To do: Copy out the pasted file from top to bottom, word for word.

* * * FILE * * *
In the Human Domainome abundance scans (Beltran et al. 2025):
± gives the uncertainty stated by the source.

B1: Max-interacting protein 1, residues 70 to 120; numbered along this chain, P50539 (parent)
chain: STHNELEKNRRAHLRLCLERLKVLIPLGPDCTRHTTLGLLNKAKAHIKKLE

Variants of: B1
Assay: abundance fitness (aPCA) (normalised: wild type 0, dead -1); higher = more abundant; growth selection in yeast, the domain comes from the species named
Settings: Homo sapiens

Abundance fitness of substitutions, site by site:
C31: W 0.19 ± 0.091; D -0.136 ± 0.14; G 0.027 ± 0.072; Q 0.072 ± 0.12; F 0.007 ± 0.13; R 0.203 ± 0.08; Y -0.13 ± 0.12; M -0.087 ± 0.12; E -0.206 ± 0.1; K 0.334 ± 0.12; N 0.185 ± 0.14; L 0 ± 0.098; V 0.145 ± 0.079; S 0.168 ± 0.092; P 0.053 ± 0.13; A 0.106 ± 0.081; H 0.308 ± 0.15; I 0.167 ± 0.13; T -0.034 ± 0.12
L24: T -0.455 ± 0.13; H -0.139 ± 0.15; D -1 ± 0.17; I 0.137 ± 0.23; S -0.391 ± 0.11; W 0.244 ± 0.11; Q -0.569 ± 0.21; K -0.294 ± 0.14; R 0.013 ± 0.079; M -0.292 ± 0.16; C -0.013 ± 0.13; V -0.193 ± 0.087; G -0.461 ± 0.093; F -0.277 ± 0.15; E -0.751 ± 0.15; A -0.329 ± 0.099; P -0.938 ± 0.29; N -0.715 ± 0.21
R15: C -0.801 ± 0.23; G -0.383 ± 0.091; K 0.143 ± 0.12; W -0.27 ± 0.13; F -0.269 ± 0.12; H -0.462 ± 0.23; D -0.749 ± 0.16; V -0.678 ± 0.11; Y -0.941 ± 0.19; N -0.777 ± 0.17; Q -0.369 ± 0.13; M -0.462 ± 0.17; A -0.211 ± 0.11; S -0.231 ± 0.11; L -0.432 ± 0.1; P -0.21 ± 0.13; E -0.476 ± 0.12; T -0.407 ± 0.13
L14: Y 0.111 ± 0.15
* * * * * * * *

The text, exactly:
In the Human Domainome abundance scans (Beltran et al. 2025):
± gives the uncertainty stated by the source.

B1: Max-interacting protein 1, residues 70 to 120; numbered along this chain, P50539 (parent)
chain: STHNELEKNRRAHLRLCLERLKVLIPLGPDCTRHTTLGLLNKAKAHIKKLE

Variants of: B1
Assay: abundance fitness (aPCA) (normalised: wild type 0, dead -1); higher = more abundant; growth selection in yeast, the domain comes from the species named
Settings: Homo sapiens

Abundance fitness of substitutions, site by site:
C31: W 0.19 ± 0.091; D -0.136 ± 0.14; G 0.027 ± 0.072; Q 0.072 ± 0.12; F 0.007 ± 0.13; R 0.203 ± 0.08; Y -0.13 ± 0.12; M -0.087 ± 0.12; E -0.206 ± 0.1; K 0.334 ± 0.12; N 0.185 ± 0.14; L 0 ± 0.098; V 0.145 ± 0.079; S 0.168 ± 0.092; P 0.053 ± 0.13; A 0.106 ± 0.081; H 0.308 ± 0.15; I 0.167 ± 0.13; T -0.034 ± 0.12
L24: T -0.455 ± 0.13; H -0.139 ± 0.15; D -1 ± 0.17; I 0.137 ± 0.23; S -0.391 ± 0.11; W 0.244 ± 0.11; Q -0.569 ± 0.21; K -0.294 ± 0.14; R 0.013 ± 0.079; M -0.292 ± 0.16; C -0.013 ± 0.13; V -0.193 ± 0.087; G -0.461 ± 0.093; F -0.277 ± 0.15; E -0.751 ± 0.15; A -0.329 ± 0.099; P -0.938 ± 0.29; N -0.715 ± 0.21
R15: C -0.801 ± 0.23; G -0.383 ± 0.091; K 0.143 ± 0.12; W -0.27 ± 0.13; F -0.269 ± 0.12; H -0.462 ± 0.23; D -0.749 ± 0.16; V -0.678 ± 0.11; Y -0.941 ± 0.19; N -0.777 ± 0.17; Q -0.369 ± 0.13; M -0.462 ± 0.17; A -0.211 ± 0.11; S -0.231 ± 0.11; L -0.432 ± 0.1; P -0.21 ± 0.13; E -0.476 ± 0.12; T -0.407 ± 0.13
L14: Y 0.111 ± 0.15